In Wahl & Henius’s American Handy Book of the Brewing, Malting and Auxiliary Trades (1902), at p. 755, they give a sample fermentation for what seems a standard American lager (not a special European type). The OG on the Plato scale is 13.2 and FG is 4. (13.2% is maltose and other carbohydrate before fermentation, after fermentation and consumption by yeast of this material to produce alcohol and carbon dioxide, 4% is left).
This is equivalent to 1053 OG and 1016 FG. ABV is 4.96%, and apparent attenuation aka efficiency, 70%, that is, approximately 30% of the original solids, or extract as often called, remains to give the beer flavour and body.
At p. 751, they give tables showing how different materials, yeasts, temperatures produce different attenuations, anywhere from 51% to 81% but most are in the 60s or low 70s.
By way of comparison, I’ve read in Brewing Techniques by Peter Ensminger that Pilsner Urquell’s starting gravity is 12 P with final of 3.8 P, or 1048 OG and 1015 FG., and 4.4% abv.
The sample fermentation is somewhat higher in OG but also half a point higher in alcohol, so their relative sweetness is probably comparable except that with 1/3rd of the first beer corn or rice, its taste probably wasn’t as sweet. The reason: more alcohol in proportion to almost the same amount of unfermented carbohydrates.
But still, 1016 FG is a fairly rich beer for a regular lager, the modern commercial range I understand (non-craft, non-light) is 1008-1012 with many at the low end. Light beer properly speaking would go lower. Budweiser seemingly is 1008 based on some online clone recipes I’ve seen, none of them definitive of course, but see e.g. this one from Maltose Falcons. The clone gets almost the same alcohol from a lower OG which means the efficiency is higher, probably 75%, typical of modern American Adjunct lager.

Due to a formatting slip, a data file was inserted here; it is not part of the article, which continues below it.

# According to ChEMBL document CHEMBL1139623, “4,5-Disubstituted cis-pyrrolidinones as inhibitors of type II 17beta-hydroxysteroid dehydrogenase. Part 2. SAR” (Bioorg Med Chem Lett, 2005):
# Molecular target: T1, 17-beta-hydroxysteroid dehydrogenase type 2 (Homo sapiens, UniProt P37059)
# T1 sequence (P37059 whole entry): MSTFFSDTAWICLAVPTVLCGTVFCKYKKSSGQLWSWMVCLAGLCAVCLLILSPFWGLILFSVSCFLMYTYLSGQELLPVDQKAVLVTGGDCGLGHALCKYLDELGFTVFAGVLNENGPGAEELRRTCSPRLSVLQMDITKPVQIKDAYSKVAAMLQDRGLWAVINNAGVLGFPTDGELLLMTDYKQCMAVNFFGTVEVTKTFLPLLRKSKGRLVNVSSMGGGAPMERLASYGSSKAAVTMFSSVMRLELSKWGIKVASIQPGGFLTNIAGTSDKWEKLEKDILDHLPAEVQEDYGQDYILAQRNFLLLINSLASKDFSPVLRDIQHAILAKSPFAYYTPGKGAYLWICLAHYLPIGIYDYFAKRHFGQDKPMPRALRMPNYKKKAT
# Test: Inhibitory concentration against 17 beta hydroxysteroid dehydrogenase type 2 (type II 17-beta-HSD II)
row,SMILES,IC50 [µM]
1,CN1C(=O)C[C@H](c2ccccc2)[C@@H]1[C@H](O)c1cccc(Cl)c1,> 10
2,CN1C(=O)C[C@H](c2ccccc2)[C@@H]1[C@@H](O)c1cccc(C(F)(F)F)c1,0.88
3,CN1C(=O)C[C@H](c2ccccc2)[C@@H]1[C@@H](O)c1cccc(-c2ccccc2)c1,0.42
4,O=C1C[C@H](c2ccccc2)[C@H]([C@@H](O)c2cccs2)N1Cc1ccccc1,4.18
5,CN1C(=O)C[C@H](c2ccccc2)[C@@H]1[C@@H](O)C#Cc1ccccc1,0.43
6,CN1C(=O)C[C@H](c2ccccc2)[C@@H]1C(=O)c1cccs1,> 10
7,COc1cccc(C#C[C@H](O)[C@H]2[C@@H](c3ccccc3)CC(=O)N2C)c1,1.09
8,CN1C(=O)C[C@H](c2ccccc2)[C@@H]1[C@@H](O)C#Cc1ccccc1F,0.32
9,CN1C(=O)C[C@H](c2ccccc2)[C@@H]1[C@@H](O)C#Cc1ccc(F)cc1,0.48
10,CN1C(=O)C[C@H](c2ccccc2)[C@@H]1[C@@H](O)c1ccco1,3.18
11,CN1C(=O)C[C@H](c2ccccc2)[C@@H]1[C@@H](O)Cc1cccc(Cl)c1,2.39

Thus, in relative sweetness, I’d rank Pilsner Urquell first, Wahl & Henius’s beer second, the modern Bud last. Hopping differences and other factors affect sensory perception of sweetness and body of course but I feel broadly this result is correct.
Therefore, when looking at what people said about raw cereal malt substitutes before WW II, which I will soon, it is important to remember that American lager was still a fairly rich drink. Probably not as rich as an all-malt beer of the same gravity, but still substantial. In fact, before 1900, many American lagers, following German models, were under 70% attenuation which would produce yet richer beers although not again as sweet as all-malt originals. One can tell this I believe from Wahl & Henius’s discussion of alternate sample fermentations, and other sources*.
In terms of how sweet the c.1900 blond lagers were, some modern malt liquors might get at it, not the alcohol level but the sweet quality. And of course many craft beers.
Finally, from A.L. Nugey’s 1930s brewhouse formulas book I discussed here, his lager of 13 P finished at 4% abw, that is, 5% abv, very similar to the sample fermentation of 1902. His beers for somewhat lower OGs finish at correspondingly lower abv. A Canadian brewer who commented in that discussion was struck by the much higher finishing gravities of Nugey’s beers compared to today’s commercial norm.
So, pre-Pro or post-, lagers albeit using adjunct had fairly sweet profiles. Certainly they were hopped more than now, but in my view, sweetness is not cancelled by hoppiness. They are not independent values completely, but a 1016 FG adjunct lager, 5% abv, is a fairly sweet beer IMO. The one or two pre-Pro recreations I’ve had bear this out.
I think the change to more dryness came during the 1940s and after. One sees e.g. Rheingold advertising its “dry beer” then (not a technical “dry” of the 1980s and 90s). Other beers in ads of the 40s and 50s stress that they were not sweet, which implies a change from an earlier standard.
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*Consider the tables in the first two pages, and after, here, a U.S. government compilation from 1887. There are many beers at 1017-1018 FG at approximately 5% abv…